Girls in STEM

Update: Spotlight School Success

Update: Spotlight School Success

SUCCESS! Since electing Liberty Elementary School as our Spotlight School, we have come to adore the Liberty family more and more each day.  T

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Search articles, videos and updates on 3D Printing and its growing presence in our world

Girls in STEM

WATCH: Ms. Houck's TEACHER FEATURE

WATCH: Ms. Houck's TEACHER FEATURE

This week, we bring you a short video on a STEM'tastic educator! Scroll down to WATCH this educator doing what she does best - teachi

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Cool Vid: 3D Printing for K-12 Education

Cool Vid: 3D Printing for K-12 Education

Watching super cool EDUCATIONAL videos from across the web is one of our favorite pastimes! Join us in learning more about 3D printing in the clas

Science and Math

'Tis the Season for STEM

'Tis the Season for STEM

'Tis the season for GINGERBREAD and working the delicious treat into your family - and CLASSROOM - fun. Last week, as students across the

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3D Printing for Orthodontics: Ending Need for Patient Impressions

By Staff Writter

3D Printing for Orthodontics: Ending Need for Patient Impressions

Technology

3D printing for Orthodontics has recently joined the fray alongside other 3D printing taking place within the world of dentistry. Considering how much 3D printing in general is already profoundly changing how we make nearly everything, it's no surprise that fields such as Orthodontics would benefit greatly. But while it's going to benefit orthodontists at a superior level, it's also going to help the dental patient exponentially.

Creating Molds Based on Scans

3D printers like the ObJet30 Orthodesk can already allow the printing of molds without the need for physical impressions. This obviously saves time and discomfort for the patient who used to have to endure the long impression process that would sometimes take an hour. Considering the above printer is also very portable, it can easily fit in the orthodontist's small to mid-size office.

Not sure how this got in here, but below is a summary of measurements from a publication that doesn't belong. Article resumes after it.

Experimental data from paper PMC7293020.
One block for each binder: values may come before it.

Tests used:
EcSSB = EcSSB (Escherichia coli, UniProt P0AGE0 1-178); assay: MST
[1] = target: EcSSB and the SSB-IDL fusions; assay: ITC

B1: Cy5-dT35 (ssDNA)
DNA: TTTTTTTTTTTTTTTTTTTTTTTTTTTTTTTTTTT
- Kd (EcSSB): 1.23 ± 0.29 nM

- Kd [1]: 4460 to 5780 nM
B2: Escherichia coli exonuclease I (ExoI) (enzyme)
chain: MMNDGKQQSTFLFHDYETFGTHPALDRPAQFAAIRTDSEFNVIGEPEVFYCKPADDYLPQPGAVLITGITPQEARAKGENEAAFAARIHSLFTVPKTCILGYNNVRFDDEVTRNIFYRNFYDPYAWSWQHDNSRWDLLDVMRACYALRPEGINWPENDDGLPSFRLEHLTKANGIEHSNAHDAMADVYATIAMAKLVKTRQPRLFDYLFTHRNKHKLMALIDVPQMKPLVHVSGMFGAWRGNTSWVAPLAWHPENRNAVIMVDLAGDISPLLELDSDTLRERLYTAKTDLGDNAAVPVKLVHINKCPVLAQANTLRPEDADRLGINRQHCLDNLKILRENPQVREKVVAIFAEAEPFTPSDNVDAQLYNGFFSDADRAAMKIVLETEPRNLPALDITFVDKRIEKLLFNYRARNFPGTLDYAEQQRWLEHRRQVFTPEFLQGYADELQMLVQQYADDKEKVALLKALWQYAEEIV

What makes 3D printing for molds even more efficient is that the models made are stored digitally for later reference. New impressions can be made based on the stored scans of a person's upper or lower teeth.

Materials Used

The above printer uses special materials to give durability to molds and even creating dental pieces for temporary use in the patient's mouth. Using a rigid and opaque material called VeroDent, it can create durable models of bridges for reference any time the orthodontist needs it. The models print in a peach-like color and renders perfect detail from the patient scans.

And while it might amaze a patient that a temporary dental device printed off a 3D printer can fit in their mouth, it's now possible. With the use of a clear material called Bio-Compatible, the ObJet30 printer above creates temporary dental devices that fit into the mouth perfectly.

Creating Crowns and Bridges

Imagine being able to get a crown made right in your orthodontist's office. Previously, it involved a lengthier wait to get a crown and going through dental design companies specializing in creating crowns and bridges manually.

The time and money saved on creating crowns and bridges in the office is going to change orthodontics forever. It's going to lower prices for the patient, plus save them time. For the orthodontist, it's likely going to help them get more business based on the public knowledge of efficiency and price.

Yet, this is only the beginning of what 3D printing is currently doing in the world of dentistry. This printing technology is also covering every other side of dentistry recently. It's all thanks to the ability of taking a mouth scan and turning the image into computer-aided design first so the print comes out 100% accurate.